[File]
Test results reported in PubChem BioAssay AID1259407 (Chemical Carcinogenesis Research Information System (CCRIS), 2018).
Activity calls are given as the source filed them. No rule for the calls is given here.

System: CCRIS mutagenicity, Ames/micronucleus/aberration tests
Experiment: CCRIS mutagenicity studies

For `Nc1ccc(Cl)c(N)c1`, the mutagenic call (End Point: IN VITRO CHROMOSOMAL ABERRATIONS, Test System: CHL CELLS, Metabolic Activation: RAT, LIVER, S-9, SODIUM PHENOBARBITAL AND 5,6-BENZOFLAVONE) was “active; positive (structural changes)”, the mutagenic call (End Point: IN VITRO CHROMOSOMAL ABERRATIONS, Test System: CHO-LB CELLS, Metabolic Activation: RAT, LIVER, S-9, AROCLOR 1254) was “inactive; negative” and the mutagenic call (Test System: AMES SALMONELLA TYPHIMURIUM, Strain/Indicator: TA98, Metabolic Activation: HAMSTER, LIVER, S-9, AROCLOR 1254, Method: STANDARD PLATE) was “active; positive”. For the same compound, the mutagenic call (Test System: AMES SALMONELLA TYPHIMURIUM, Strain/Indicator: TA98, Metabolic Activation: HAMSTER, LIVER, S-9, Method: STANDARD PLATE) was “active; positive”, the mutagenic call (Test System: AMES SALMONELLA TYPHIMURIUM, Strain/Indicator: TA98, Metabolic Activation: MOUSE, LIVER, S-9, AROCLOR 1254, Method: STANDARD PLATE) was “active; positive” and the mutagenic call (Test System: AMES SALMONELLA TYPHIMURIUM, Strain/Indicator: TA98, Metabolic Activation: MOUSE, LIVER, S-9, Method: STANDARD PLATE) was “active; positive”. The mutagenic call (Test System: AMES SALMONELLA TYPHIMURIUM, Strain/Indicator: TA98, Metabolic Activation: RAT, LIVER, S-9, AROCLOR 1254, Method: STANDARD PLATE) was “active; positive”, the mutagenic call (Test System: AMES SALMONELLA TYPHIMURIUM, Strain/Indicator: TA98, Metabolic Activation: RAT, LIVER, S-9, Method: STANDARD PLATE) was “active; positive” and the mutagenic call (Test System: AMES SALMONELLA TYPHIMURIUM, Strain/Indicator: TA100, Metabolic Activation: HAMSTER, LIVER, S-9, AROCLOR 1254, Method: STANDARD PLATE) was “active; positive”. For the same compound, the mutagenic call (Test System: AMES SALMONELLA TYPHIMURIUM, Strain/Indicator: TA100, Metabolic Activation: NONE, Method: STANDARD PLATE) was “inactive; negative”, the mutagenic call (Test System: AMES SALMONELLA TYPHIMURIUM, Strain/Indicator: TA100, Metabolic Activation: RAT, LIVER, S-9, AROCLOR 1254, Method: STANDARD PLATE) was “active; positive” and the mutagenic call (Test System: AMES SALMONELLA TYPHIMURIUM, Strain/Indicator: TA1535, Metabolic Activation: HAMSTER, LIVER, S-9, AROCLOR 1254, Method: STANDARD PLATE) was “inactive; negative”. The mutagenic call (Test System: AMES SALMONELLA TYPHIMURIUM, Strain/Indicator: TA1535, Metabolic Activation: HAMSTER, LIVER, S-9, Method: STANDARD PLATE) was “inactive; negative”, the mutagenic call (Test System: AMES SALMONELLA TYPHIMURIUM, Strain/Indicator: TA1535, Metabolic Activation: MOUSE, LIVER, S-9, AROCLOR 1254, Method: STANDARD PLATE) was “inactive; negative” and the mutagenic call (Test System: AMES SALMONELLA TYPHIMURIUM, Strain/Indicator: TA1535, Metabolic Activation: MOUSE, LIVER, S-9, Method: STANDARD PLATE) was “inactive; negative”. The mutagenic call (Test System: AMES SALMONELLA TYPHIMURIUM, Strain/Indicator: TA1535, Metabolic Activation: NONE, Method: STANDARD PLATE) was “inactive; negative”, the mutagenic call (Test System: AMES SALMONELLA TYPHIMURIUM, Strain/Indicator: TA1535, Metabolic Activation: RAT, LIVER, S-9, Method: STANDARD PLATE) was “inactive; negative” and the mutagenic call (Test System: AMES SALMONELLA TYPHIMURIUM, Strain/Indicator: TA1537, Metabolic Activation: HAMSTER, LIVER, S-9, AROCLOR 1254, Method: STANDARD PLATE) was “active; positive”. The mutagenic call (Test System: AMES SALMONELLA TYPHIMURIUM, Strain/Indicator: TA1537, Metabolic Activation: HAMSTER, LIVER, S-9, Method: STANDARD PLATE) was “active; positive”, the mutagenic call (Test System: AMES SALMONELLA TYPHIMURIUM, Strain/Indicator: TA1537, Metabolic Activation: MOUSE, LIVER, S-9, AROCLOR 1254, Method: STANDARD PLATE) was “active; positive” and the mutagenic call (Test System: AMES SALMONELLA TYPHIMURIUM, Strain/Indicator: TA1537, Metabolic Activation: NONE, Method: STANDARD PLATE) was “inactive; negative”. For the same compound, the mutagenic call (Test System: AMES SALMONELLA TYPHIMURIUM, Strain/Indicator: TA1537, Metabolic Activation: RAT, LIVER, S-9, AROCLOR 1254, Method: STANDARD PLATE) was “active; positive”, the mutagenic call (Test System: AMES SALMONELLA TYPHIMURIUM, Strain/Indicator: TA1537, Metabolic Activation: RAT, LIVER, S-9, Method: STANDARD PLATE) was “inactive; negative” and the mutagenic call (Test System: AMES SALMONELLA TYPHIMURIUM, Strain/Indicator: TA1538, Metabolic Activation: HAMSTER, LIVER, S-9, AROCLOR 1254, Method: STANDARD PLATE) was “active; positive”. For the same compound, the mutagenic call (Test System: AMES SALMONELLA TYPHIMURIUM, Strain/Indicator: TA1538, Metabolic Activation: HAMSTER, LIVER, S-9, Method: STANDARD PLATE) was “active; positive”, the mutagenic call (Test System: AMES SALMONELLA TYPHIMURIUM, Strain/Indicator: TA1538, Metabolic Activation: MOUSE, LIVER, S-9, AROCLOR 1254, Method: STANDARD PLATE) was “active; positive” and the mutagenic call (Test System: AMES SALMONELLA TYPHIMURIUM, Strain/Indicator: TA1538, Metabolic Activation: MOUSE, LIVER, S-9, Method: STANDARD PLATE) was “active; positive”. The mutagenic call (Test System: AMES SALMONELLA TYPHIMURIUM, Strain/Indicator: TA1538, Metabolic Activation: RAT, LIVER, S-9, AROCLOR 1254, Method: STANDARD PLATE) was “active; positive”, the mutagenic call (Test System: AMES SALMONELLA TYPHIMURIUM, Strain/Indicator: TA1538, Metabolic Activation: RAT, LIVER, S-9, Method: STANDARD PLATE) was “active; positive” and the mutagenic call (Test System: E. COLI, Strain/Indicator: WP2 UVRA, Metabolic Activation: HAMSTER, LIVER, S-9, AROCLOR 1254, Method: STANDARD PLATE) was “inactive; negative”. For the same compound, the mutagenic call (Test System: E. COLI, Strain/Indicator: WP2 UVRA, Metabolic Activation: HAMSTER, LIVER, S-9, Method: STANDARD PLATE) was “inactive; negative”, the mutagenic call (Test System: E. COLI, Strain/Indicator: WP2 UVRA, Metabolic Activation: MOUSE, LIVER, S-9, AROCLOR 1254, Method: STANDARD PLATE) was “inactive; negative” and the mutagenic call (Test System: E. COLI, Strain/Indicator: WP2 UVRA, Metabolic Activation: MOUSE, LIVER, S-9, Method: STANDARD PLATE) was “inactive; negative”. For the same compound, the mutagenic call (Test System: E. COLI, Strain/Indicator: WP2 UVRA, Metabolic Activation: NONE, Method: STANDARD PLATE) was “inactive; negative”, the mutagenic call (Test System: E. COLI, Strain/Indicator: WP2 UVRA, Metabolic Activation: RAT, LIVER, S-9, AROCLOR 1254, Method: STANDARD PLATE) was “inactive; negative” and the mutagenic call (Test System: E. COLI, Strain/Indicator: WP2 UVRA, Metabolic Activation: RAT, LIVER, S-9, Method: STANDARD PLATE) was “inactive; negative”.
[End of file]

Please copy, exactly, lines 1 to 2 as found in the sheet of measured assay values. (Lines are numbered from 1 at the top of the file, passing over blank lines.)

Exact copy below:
Test results reported in PubChem BioAssay AID1259407 (Chemical Carcinogenesis Research Information System (CCRIS), 2018).
Activity calls are given as the source filed them. No rule for the calls is given here.